Scarcity of Resources
Scarcity of Resources
Resource Scarcity was the most controversial topic for respondents when considering which world issues are currently over or underestimated by the general public. This debate essentially encompasses the argument about whether or not political analysts are fear-mongering when they make dire resource predictions. As a trend, resource scarcity rose in importance from 7th to 4th place since 2011, with the bulk of concern coming from North American respondents.
The notion of responsible extraction (or sourcing) should be embedded in the concept of stability and growth in supply as a response to scarcity
Can resource scarcity help drive responsible mining?
According to a World Economic Forum survey, resource scarcity ranked 4th in terms of “what to expect” in regards to upcoming trends. But, survey respondents were split on whether the issue deserves more public attention.
Heightened concern over resource scarcity is not a surprise. Even if scarcity is experienced on a short- to medium-term basis, and is therefore only temporary, the experience is real and often felt directly by businesses and consumers. For example, the impact with regard to rare earth minerals has been felt in electronics and other manufacturing. In the US, where the survey showed this as a trending issue, we have seen and felt the impact of a severe drought on corn supply and prices.
Where scarcity is real it can promote alternatives – such as the use of other natural resources – and efficiencies or product substitution. But questions of scarcity are also an opportunity to go directly to the source and better understand and support what it takes to respond to scarcity (real or perceived) and promote responsible, stable sources. I would argue that the notion of responsible extraction (or sourcing) should be embedded in the concept of stability and growth in supply as a response to scarcity.
Green technology, specifically green power, is one example. Consider the issue of the limited supply of some rare earth minerals, many of which are used in electronics and green power technology. Or consider the use of lithium for batteries.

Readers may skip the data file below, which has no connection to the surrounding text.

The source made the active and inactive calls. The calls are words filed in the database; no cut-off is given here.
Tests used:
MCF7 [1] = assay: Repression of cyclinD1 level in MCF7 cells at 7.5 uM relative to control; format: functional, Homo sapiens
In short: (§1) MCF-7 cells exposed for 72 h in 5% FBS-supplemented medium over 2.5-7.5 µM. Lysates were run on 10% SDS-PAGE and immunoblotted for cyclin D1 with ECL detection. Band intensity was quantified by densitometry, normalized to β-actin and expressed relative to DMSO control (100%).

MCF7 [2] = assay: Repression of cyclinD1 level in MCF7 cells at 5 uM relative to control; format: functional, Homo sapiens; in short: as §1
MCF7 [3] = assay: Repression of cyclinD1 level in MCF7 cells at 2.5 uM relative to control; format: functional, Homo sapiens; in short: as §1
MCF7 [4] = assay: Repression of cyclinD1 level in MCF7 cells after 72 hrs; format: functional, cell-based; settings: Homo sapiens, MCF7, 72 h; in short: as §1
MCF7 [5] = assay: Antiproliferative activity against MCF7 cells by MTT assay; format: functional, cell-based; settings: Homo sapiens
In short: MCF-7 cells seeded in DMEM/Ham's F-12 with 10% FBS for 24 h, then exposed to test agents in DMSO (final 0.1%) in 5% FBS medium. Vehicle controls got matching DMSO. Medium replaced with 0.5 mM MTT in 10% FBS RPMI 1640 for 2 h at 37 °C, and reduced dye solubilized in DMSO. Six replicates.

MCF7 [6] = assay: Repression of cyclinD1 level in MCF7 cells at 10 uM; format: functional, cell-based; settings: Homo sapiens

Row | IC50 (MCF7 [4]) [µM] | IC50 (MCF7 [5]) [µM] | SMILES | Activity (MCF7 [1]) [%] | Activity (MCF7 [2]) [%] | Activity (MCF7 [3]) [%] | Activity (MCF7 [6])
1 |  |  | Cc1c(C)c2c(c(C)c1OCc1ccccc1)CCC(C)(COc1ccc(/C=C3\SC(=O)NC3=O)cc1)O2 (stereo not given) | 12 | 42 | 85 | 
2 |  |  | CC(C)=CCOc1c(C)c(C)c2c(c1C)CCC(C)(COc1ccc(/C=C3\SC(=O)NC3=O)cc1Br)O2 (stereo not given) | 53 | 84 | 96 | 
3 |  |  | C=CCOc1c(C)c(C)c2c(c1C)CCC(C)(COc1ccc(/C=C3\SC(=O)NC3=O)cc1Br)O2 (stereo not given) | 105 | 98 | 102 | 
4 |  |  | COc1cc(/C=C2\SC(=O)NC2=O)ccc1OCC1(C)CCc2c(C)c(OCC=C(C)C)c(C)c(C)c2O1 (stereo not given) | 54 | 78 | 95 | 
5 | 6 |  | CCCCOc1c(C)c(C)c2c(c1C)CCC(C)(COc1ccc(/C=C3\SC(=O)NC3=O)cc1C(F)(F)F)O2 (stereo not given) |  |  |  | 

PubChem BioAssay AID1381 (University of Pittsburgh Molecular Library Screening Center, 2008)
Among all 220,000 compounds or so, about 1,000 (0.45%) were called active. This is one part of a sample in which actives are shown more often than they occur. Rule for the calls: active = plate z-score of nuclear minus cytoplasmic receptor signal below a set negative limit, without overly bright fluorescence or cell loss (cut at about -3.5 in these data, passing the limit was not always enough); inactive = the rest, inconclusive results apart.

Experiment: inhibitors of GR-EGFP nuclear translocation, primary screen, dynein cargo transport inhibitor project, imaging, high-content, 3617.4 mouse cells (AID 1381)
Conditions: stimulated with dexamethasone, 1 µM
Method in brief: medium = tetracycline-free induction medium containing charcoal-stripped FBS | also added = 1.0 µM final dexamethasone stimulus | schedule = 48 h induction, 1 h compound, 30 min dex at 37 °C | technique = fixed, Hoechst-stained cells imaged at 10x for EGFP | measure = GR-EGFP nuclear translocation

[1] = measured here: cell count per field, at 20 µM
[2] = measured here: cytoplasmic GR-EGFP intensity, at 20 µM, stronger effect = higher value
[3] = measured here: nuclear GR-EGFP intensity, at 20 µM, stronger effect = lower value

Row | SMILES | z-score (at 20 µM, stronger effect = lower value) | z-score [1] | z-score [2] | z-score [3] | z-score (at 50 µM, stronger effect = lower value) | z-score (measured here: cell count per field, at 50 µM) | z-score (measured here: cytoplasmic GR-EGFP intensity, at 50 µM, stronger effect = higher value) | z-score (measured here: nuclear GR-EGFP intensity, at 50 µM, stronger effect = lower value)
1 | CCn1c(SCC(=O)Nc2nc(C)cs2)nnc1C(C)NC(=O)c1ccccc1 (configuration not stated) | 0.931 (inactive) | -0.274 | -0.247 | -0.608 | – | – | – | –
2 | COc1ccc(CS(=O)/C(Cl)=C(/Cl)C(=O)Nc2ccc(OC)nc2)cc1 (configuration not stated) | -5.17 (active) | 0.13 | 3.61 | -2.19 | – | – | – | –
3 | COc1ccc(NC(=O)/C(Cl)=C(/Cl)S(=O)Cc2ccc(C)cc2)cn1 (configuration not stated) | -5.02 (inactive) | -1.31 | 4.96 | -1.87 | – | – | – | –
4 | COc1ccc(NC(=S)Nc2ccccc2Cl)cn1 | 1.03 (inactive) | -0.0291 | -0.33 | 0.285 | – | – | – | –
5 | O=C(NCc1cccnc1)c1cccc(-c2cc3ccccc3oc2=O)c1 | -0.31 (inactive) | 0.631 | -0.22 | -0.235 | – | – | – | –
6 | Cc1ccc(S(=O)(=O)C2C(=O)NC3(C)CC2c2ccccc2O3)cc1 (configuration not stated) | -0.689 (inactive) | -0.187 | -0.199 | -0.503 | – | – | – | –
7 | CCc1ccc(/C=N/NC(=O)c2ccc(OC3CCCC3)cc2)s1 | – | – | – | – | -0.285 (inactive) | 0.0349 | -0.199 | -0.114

Can environmental and social best practices in mining and sourcing (on the part of buyers and manufacturers) increase confidence in supply? At first glance this may seem counterintuitive. However, there is growing evidence that responsible, ethical supply chain management is partially driven by risk control on the part of manufactures.
Efforts by Intel, HP, Motorola Solutions, GE and others to address conflict minerals in their supply chain are promoting new, more responsible sources in the Democratic Republic of Congo. And on the issue of rare earth minerals, the strategy of Molycorp is instructive. Molycorp has taken concrete steps at its reopened Mountain Pass mine in the US to differentiate itself on the grounds of environmental management practices.
And what about a new “green deal” that takes a look at the entire supply chain and promotes and rewards responsible development at every step, not just at the product phase? Can we extend the experience from other supply chains into minerals, energy and food? Recalibrating incentives and pricing on this basis might be good for society in a number of ways, including promoting new, responsibly developed supplies.